On average, girls do as well as boys on elementary and middle school math tests. But by the time students enter the workforce, a big gender gap has emerged, with men earning nearly 80 percent of bachelor’s degrees in engineering and computer science. A new study offers evidence that the disparity might be getting its start in elementary school classrooms. The paper offers data from a single district, but the pattern it uncovers is striking. Girls are less likely to be nominated for, selected for, and continue in the district’s advanced math program. Despite their comparable math scores, the program loses girls at every step — a phenomenon that could contribute to fewer women entering math-focused fields later in life.
Knowing the pros and cons of the six models of co-teaching can help teachers determine which one is best for a given lesson. Teachers who are assigned co-teaching roles often have little experience or training in co-teaching. Learning what works and what doesn’t often must come with experience. And teachers don’t always get to choose who they teach with, which adds an extra layer of challenge because it can leave the individuals’ roles in the lesson planning phase and during instruction blurry. Fortunately, a lot of available research categorizes different models of co-teaching.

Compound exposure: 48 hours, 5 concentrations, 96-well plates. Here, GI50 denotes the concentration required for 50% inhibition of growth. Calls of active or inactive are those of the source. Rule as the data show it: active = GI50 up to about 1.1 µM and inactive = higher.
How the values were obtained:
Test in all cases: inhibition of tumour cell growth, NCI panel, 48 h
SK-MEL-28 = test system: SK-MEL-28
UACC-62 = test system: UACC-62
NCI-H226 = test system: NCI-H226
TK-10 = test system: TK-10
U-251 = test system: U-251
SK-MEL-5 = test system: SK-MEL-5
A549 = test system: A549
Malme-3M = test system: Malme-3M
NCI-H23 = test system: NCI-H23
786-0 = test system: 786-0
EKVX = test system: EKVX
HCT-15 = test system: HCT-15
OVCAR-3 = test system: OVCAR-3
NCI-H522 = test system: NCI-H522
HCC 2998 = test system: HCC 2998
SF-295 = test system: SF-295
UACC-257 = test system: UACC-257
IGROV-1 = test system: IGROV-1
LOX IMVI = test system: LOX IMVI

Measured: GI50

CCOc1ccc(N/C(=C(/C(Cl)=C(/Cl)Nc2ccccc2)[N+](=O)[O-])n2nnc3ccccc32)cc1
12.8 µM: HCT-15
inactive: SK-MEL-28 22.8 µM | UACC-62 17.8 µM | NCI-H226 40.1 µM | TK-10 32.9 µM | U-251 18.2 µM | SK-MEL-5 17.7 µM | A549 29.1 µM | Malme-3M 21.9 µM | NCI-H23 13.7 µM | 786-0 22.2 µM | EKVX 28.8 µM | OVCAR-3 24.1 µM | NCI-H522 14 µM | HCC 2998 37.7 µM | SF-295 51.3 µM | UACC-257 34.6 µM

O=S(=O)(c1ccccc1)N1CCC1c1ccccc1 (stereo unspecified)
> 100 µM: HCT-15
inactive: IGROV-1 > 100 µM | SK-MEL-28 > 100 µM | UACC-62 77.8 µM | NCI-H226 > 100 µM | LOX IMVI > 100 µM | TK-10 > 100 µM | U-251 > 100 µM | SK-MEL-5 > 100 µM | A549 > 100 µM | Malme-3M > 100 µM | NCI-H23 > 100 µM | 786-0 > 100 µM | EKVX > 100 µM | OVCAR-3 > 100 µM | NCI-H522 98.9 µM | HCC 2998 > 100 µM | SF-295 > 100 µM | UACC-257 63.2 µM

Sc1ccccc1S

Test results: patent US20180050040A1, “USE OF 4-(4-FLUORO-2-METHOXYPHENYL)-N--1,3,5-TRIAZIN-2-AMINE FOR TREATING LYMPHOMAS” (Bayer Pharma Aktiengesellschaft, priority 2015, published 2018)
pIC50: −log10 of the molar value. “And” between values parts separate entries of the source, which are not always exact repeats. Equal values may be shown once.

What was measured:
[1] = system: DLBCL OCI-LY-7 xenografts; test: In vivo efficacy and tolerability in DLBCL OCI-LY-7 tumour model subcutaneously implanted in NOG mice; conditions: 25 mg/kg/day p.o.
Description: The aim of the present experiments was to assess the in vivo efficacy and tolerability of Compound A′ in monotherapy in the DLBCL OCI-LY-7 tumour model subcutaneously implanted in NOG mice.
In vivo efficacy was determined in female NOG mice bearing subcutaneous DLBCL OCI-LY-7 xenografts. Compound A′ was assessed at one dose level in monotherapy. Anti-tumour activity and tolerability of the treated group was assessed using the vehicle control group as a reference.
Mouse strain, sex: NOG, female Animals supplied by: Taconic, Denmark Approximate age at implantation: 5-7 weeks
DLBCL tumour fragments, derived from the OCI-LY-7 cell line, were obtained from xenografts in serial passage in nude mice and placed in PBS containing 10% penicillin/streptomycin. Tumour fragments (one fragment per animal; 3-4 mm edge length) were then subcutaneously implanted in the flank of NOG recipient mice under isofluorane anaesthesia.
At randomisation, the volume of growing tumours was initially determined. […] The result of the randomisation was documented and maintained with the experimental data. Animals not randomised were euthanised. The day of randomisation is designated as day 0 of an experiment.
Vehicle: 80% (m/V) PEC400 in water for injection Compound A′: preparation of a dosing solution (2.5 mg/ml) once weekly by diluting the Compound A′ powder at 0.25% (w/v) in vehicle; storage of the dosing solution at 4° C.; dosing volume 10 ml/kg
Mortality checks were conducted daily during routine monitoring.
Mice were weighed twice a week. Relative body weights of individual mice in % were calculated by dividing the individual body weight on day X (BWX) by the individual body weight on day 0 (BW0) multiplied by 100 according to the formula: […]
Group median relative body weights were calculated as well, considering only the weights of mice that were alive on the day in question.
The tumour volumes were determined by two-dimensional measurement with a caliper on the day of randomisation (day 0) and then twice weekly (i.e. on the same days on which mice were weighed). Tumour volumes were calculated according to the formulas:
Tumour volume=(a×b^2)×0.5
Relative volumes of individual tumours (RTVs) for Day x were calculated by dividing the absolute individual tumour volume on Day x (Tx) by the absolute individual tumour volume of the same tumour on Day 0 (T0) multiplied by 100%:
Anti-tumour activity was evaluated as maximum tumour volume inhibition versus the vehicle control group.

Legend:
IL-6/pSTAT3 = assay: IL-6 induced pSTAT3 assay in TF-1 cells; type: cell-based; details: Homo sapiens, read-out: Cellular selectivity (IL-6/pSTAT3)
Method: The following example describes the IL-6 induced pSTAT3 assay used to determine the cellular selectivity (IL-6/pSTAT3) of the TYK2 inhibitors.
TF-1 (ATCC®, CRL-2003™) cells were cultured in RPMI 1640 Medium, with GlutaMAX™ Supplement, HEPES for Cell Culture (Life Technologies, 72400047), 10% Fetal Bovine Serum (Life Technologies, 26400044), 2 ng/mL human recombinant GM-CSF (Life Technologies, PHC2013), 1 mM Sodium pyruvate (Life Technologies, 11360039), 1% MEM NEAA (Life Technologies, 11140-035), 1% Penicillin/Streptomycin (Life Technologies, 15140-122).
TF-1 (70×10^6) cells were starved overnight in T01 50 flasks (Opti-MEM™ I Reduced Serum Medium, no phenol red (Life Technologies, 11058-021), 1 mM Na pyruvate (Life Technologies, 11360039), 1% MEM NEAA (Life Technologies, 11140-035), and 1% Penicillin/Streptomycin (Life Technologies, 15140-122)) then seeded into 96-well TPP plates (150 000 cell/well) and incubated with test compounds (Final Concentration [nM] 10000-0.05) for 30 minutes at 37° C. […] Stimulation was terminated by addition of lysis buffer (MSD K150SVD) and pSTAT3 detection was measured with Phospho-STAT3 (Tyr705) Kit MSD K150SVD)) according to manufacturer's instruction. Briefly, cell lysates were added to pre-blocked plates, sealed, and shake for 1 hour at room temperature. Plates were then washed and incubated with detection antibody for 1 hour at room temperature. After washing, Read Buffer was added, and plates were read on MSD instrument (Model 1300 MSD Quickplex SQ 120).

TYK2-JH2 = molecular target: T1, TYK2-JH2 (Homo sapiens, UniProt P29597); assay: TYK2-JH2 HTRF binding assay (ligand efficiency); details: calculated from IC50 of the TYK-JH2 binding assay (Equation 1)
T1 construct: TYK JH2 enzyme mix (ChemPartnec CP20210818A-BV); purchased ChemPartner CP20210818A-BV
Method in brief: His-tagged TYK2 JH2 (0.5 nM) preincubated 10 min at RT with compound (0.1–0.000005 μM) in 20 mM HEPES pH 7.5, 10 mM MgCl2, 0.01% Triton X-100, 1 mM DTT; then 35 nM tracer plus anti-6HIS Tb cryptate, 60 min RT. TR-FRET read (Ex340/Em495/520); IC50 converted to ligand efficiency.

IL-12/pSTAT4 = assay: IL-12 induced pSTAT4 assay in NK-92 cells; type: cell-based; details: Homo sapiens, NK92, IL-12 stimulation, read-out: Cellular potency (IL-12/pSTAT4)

Most teachers agree that social-emotional learning is important, but teaching those skills in already crowded school day can be a daunting task. The cost—in both funding and time—can hinder schools from integrating social-emotional learning (SEL) into their daily activities, writes Arianna Prothero in EdWeek. The development of easy, quick practices that reinforce SEL allows for integration into a classroom’s curriculum and schedule, says Stephanie Jones, director of the Ecological Approaches to Social-Emotional Learning—or EASEL at Harvard University.
When students and teachers collaborate to create shared behavior expectations, the whole class is invested in the norms.